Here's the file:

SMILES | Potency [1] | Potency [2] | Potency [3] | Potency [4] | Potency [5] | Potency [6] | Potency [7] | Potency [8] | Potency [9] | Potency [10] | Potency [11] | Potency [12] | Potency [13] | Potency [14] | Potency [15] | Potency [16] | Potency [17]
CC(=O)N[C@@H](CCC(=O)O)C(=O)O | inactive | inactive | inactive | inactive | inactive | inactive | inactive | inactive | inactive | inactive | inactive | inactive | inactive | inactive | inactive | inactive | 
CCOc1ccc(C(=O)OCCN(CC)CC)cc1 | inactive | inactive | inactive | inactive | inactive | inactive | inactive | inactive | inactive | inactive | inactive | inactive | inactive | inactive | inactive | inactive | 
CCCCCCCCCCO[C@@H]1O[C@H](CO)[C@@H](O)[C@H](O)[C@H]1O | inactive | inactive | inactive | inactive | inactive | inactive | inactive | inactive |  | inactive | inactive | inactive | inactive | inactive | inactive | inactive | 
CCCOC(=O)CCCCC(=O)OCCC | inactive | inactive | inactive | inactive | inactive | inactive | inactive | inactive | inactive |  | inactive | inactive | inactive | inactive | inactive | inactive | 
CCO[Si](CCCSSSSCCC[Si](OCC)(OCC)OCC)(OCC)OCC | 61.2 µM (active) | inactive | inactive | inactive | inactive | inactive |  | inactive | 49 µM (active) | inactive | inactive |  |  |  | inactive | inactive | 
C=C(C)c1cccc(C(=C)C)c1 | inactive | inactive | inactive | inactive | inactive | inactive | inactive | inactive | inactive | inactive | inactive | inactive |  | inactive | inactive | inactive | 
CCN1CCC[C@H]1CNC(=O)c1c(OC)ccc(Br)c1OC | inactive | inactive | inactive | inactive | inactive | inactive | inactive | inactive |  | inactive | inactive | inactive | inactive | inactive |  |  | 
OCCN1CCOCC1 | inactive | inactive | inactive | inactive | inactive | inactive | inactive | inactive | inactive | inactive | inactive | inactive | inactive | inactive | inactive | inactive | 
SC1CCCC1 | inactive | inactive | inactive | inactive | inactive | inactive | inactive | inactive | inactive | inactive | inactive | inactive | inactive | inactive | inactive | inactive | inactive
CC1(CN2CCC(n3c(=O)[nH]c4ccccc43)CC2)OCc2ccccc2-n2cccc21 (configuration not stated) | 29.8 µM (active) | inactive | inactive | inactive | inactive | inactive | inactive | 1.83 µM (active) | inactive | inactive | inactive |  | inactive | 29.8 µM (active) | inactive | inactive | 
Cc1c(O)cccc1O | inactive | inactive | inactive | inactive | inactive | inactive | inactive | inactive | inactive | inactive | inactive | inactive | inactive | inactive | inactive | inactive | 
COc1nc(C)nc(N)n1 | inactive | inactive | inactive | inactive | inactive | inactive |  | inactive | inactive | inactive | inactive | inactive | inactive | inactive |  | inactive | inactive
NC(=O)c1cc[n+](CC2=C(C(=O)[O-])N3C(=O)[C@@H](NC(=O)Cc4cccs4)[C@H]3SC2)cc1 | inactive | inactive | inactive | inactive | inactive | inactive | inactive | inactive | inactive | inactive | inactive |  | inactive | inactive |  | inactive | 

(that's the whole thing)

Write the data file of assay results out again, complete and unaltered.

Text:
SMILES | Potency [1] | Potency [2] | Potency [3] | Potency [4] | Potency [5] | Potency [6] | Potency [7] | Potency [8] | Potency [9] | Potency [10] | Potency [11] | Potency [12] | Potency [13] | Potency [14] | Potency [15] | Potency [16] | Potency [17]
CC(=O)N[C@@H](CCC(=O)O)C(=O)O | inactive | inactive | inactive | inactive | inactive | inactive | inactive | inactive | inactive | inactive | inactive | inactive | inactive | inactive | inactive | inactive | 
CCOc1ccc(C(=O)OCCN(CC)CC)cc1 | inactive | inactive | inactive | inactive | inactive | inactive | inactive | inactive | inactive | inactive | inactive | inactive | inactive | inactive | inactive | inactive | 
CCCCCCCCCCO[C@@H]1O[C@H](CO)[C@@H](O)[C@H](O)[C@H]1O | inactive | inactive | inactive | inactive | inactive | inactive | inactive | inactive |  | inactive | inactive | inactive | inactive | inactive | inactive | inactive | 
CCCOC(=O)CCCCC(=O)OCCC | inactive | inactive | inactive | inactive | inactive | inactive | inactive | inactive | inactive |  | inactive | inactive | inactive | inactive | inactive | inactive | 
CCO[Si](CCCSSSSCCC[Si](OCC)(OCC)OCC)(OCC)OCC | 61.2 µM (active) | inactive | inactive | inactive | inactive | inactive |  | inactive | 49 µM (active) | inactive | inactive |  |  |  | inactive | inactive | 
C=C(C)c1cccc(C(=C)C)c1 | inactive | inactive | inactive | inactive | inactive | inactive | inactive | inactive | inactive | inactive | inactive | inactive |  | inactive | inactive | inactive | 
CCN1CCC[C@H]1CNC(=O)c1c(OC)ccc(Br)c1OC | inactive | inactive | inactive | inactive | inactive | inactive | inactive | inactive |  | inactive | inactive | inactive | inactive | inactive |  |  | 
OCCN1CCOCC1 | inactive | inactive | inactive | inactive | inactive | inactive | inactive | inactive | inactive | inactive | inactive | inactive | inactive | inactive | inactive | inactive | 
SC1CCCC1 | inactive | inactive | inactive | inactive | inactive | inactive | inactive | inactive | inactive | inactive | inactive | inactive | inactive | inactive | inactive | inactive | inactive
CC1(CN2CCC(n3c(=O)[nH]c4ccccc43)CC2)OCc2ccccc2-n2cccc21 (configuration not stated) | 29.8 µM (active) | inactive | inactive | inactive | inactive | inactive | inactive | 1.83 µM (active) | inactive | inactive | inactive |  | inactive | 29.8 µM (active) | inactive | inactive | 
Cc1c(O)cccc1O | inactive | inactive | inactive | inactive | inactive | inactive | inactive | inactive | inactive | inactive | inactive | inactive | inactive | inactive | inactive | inactive | 
COc1nc(C)nc(N)n1 | inactive | inactive | inactive | inactive | inactive | inactive |  | inactive | inactive | inactive | inactive | inactive | inactive | inactive |  | inactive | inactive
NC(=O)c1cc[n+](CC2=C(C(=O)[O-])N3C(=O)[C@@H](NC(=O)Cc4cccs4)[C@H]3SC2)cc1 | inactive | inactive | inactive | inactive | inactive | inactive | inactive | inactive | inactive | inactive | inactive |  | inactive | inactive |  | inactive | 